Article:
Israel's embassy in France has formally complained to the French government, following an Arutz Sheva report which revealed Paris is funding at least one of the extremist organizations involved in coordinating the anti-Israel "Freedom Flotilla III" to Gaza.
The flotilla is attempting to breach the IDF's blockade of the Hamas-ruled territory, which the 70-odd anti-Israel activists taking part claim is "illegal." In 2011, however, the UN's Palmer Report ruled that the blockade was in fact an entirely legal means for Israel to prevent weapons and rocket-making equipment from being smuggled into Gaza.
Last week Arutz Sheva revealed that among the NGOs involved in the flotilla initiative is the Platform of French NGOs for Palestine, an umbrella organization for more than 40 anti-Israel groups that is very active in the so-called BDS (Boycott Divestment and Sanctions) movement against Israel.
The report revealed that the Platform has received more than half a million Euros in funding from the French Development Agency (Agence Française de Développement or AFD), essentially France's equivalent of USAID, including a €225,000 grant in March 2014, spread out over three years.
This means that the French government is currently funding an extremist body that is openly working to break both Israeli and international law and initiate a confrontation with Israeli soldiers.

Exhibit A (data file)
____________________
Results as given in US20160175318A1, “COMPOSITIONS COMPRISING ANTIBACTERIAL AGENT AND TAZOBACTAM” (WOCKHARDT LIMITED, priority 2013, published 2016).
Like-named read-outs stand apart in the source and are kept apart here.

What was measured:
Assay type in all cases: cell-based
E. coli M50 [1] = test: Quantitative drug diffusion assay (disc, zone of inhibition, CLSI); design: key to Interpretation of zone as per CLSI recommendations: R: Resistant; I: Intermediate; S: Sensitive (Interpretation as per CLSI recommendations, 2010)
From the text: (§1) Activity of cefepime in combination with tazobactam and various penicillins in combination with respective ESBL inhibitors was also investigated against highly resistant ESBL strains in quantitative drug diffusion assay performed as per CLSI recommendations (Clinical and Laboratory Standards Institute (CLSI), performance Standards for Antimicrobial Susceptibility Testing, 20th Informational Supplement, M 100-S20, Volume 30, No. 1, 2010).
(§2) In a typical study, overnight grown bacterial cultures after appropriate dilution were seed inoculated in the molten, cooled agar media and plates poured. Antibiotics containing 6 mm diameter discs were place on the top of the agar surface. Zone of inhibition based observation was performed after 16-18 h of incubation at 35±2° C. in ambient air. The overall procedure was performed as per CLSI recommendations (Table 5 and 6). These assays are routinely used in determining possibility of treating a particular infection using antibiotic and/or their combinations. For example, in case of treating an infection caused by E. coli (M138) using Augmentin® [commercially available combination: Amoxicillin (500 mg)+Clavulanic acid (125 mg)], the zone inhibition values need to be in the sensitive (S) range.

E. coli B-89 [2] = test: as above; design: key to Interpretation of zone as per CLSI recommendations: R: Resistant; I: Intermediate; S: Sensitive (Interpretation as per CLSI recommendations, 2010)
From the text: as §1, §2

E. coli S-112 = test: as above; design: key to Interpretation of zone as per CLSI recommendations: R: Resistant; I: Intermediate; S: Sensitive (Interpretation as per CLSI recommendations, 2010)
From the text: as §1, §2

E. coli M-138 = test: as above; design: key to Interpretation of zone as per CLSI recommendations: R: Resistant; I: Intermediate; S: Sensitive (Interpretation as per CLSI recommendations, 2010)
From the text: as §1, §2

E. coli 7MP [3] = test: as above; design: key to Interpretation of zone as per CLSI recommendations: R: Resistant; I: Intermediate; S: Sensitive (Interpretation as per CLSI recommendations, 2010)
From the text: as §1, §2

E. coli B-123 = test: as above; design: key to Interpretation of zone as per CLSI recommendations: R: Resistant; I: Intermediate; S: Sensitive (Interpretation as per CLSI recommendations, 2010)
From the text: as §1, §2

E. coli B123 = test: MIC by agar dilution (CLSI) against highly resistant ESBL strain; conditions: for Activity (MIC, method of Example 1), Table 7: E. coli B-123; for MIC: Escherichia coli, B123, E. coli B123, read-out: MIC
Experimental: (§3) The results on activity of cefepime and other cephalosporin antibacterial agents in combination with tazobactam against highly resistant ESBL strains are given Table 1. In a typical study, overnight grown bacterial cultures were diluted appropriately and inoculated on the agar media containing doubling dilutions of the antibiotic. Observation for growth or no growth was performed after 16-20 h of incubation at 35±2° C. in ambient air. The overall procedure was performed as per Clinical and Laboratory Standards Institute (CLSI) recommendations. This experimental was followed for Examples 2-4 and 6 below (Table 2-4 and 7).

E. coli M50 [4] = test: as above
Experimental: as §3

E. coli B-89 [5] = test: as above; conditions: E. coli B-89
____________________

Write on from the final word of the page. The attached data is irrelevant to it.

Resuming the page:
After repeated requests for response, an Israeli Ministry of Foreign Affairs spokesman confirmed the Israeli embassy "has raised the issue in clear and strong terms with the French foreign ministry."
However, he refused to be drawn on the question of whether Israel would demand an end to French government funding to the Platform.
The revelations highlight once more how European government-funded NGOs are playing a leading role in international efforts to delegitimize the Jewish state, in the face of an inexplicable lack of action by Israeli government officials.
Indeed, numerous senior government officials refused to issue any comment on the report, in spite of their previously outspoken stances on the issue.
It comes as Israeli legislators are set to once again debate the so-called NGO Law, which seeks to curb such activities by extremist, foreign-funded NGOs – although critics say the current bill does not go far enough.
Earlier Monday morning, the Israeli navy intercepted the first vessel in the flotilla to attempt to run the blockade; the Swedish ship Marianne of Gothenburg.
The operation went smoothly and without incident; no injuries were reported.
The ship will now be towed to Ashdod Port where its contents will be inspected.